Setting up a 3D engraving business is mostly about laying a good foundation to your operations, with an eye for reliability, consistency, and high quality output. For that matter, it is important to take the correct first steps—that is, choosing the equipment on which your entire operation depends. Basically, engraving is simple: you are supposed to engrave image on materials such as wood or crystal. Modern engraving, however, involves high-precision tools and equipment that can be expensive or requires a steep learning curve—it is important to understand the cost-to-benefit ratio in making a purchase decision regarding your setup. The following discussion is about the most familiar engraving setups found in most shops today.
There are several software options you can choose from when it comes to 3D engraving: some are inexpensive but leave customers wanting in the high-tech features department, while others are pricey yet come with advanced capabilities that truly extend your engraving machine’s power. It is really up to you which kind of software you select, although if money is no object, then investing in the powerful and features-packed software packages is always a good idea. The designer you hire may also have their own preferences as far as software is concerned, so it’s also reasonable to listen to them just for the sake of ensuring top-quality output. Certain machines work best with certain software. Considered best in what they do are software packages such as Vision-Pro, Casmate, EngraveLab and to some extent, even good old CorelDRAW—they have been proven to work accurately with the most number of modern engraving machines. If you want to produce truly high-end, super-accurate 3D surface output, then you will have to make a significant investment (these software packages are indeed expensive) in computer-aided manufacturing (CAM) software packages such as Cimigrafi or SmartCAM.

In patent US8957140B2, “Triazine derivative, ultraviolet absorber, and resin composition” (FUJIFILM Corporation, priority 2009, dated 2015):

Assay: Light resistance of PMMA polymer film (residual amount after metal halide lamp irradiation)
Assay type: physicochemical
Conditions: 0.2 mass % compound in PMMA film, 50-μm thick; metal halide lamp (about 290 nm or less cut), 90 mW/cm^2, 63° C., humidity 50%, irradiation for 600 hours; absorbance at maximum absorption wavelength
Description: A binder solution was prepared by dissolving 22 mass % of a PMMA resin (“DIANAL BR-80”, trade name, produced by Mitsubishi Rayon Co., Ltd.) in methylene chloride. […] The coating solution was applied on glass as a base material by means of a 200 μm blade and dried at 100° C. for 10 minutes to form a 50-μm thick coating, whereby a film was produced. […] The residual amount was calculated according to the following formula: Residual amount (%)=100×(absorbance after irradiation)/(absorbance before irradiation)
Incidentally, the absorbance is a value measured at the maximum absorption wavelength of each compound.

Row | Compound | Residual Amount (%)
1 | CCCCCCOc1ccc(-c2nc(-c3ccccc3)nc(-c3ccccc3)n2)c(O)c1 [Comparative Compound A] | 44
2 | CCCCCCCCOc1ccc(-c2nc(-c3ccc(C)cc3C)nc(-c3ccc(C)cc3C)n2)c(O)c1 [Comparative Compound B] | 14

The Meat of the System: Decent-quality Engraver
When setting up a 3D engraving business, naturally, the first thing you need is an engraving system. Depending on the kind of projects you intend to take on, you must carefully choose the specifications of your setup. Choosing one is like choosing a computer: you need sufficient processing power and hopefully more-than-enough memory to handle even the most gruelling tasks, such as complicated images that must be transformed into 3D. Without enough memory, computations can get bogged down; worse, the machine may produce unsatisfactory output. Along with the engraving machine is the engraving table that goes with it—such a table may be equipped with certain electronics, especially one that has a reliable Z-axis for motorized cutting. Take note that air-driven systems may not be appropriate for 3D cutting, so it’s important to use one that relies on a good motor.
Aside from the basic 3D engraving set mentioned above, you may need some additional tools for special projects. Different effects need their own respective type of cutter. So if you’d like to offer a wide range of options for customers, investing in these extra tools, such as a collet spindle, can help you meet more demand.